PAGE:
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Is BYOD a help or a headache?

18 / 12 / 2012
In the age of sleek Samsung smartphones and envy-inducing iPads, it seems unlikely that the popularity of BYOD (bring your own device) in the workplace is going to wane any time soon.
For the younger generation in particular it appears that using a consumer device during a regular work day is simply a standard business practice.

A recent study sponsored by Fortinet found that more than half of young 20-something workers view BYOD as a right rather than just a privilege.

Nearly 4,000 respondents said that they already used personal mobile devices at work on a regular basis and one-in-three said that they would break any anti-BYOD rules and contravene any security policy that prevented them fromusing their own equipment.

According to Patrice Perche, vice president of international sales and support for Fortinet, these figures illustrate the challenge that employers face as they try to balance worker demands with security worries.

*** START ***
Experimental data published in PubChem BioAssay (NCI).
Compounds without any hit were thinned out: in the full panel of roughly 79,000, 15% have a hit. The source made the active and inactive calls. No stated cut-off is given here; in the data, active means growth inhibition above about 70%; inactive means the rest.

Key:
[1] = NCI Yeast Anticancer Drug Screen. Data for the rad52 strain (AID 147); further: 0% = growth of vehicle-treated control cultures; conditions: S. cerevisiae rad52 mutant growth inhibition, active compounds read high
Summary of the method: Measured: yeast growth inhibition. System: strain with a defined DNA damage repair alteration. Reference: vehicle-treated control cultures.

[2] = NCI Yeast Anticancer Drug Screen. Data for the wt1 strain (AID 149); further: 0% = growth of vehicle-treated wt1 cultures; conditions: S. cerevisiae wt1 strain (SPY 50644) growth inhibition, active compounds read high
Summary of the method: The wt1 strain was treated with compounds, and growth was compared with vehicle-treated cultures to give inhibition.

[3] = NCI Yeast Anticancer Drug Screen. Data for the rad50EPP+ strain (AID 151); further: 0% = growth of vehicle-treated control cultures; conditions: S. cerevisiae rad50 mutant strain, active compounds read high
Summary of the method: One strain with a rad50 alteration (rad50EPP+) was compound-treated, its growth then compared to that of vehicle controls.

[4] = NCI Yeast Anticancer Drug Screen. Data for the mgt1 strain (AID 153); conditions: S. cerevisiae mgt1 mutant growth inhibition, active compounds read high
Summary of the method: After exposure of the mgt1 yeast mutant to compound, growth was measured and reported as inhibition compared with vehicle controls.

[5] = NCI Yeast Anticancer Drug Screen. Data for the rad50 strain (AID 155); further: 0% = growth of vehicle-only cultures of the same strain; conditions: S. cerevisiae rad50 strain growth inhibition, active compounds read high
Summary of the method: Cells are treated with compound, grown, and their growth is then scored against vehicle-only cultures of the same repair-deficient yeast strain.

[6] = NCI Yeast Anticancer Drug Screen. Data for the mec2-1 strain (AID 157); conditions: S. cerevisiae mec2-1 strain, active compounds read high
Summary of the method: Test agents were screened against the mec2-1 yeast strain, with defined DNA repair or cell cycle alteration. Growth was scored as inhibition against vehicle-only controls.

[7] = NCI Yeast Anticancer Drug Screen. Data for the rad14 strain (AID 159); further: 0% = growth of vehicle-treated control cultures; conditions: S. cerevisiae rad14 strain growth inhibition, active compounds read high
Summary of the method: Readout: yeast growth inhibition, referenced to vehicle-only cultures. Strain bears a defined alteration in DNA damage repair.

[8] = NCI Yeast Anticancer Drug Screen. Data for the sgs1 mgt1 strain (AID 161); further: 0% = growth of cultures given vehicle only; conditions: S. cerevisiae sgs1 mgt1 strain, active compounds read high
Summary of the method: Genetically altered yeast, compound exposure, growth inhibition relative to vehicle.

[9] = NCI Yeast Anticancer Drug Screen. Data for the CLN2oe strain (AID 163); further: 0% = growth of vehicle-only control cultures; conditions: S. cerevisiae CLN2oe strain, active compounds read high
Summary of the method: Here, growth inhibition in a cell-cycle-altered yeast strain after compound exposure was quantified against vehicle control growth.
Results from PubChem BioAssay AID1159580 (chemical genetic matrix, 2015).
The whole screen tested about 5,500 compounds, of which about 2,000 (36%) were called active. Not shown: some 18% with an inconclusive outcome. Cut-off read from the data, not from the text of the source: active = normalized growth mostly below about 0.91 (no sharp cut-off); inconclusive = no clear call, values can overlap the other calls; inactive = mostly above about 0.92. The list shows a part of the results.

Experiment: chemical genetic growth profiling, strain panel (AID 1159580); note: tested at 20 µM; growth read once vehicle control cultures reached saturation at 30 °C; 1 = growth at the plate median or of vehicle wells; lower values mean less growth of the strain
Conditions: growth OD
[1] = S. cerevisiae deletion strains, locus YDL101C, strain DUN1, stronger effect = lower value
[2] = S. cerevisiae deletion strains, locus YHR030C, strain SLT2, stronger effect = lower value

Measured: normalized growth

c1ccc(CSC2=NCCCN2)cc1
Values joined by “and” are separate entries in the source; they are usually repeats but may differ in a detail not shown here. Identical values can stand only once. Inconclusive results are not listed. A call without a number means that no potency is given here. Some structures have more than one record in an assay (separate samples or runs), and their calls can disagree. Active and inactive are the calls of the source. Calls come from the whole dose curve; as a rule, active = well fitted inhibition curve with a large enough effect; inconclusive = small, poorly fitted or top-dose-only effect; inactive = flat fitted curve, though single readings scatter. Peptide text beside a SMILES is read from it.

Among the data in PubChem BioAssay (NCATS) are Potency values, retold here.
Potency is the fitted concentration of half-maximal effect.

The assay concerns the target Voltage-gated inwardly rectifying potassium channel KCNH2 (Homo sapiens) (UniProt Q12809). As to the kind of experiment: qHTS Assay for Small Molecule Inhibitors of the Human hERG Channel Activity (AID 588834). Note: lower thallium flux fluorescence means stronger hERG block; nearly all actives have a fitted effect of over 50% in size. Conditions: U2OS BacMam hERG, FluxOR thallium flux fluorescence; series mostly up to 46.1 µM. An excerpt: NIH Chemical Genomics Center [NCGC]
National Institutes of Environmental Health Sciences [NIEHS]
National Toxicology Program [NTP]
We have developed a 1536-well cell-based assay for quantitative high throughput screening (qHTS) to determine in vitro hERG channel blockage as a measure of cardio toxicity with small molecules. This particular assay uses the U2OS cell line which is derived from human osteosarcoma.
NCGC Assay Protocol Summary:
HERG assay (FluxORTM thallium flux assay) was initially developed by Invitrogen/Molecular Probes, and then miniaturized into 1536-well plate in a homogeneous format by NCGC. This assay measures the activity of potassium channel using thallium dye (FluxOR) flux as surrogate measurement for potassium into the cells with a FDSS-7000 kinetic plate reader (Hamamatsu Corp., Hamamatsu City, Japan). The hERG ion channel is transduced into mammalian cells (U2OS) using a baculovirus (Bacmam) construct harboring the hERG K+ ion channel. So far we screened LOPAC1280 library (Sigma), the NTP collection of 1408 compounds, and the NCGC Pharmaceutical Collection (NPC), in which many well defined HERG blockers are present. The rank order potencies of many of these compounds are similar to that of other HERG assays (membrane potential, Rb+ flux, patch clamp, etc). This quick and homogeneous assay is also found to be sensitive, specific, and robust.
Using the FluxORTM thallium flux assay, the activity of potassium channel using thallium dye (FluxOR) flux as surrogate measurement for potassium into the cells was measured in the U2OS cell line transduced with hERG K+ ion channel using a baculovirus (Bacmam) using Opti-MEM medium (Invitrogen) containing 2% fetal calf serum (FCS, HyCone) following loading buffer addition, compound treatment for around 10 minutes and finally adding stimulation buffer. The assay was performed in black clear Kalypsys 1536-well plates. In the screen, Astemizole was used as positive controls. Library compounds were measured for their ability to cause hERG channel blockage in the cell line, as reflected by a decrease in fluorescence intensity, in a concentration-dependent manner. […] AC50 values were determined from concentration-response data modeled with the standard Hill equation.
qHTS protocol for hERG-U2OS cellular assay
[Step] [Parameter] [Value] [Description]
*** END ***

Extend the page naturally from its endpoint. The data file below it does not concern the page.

"While users want and expect to use their own devices for work, mostly for personal convenience, they do not want to hand over responsibility for security on their devices to the organisation," he said.

Two-thirds of those surveyed said that they, not the company, should be responsible for the security of devices. The problem however is when workers do not have the expertise to prevent security breaches related to BYOD policies.

For example, they risk losing sensitive, corporate data is the personal mobile device where it is stored is lost or stolen.

It is not only security that is a concern: costs are also an issue.
According to new research by enterprise ICT solutions and Damovo UK, 73 per cent of IT directors are worried that the increasing prevalence of BYOD will cause IT costs to spiral out of control.

If BYOD has the potential to bring serious security risks and increased expense to the purchase, are there are any advantages?

According to Phil Gillard, general manager at, using BYOD allows a new generation of workforce the capabilities that they can use effectively.

"I think the value of that sharing of information and a collaborative approach far outweighs any potential security issues," he commented.

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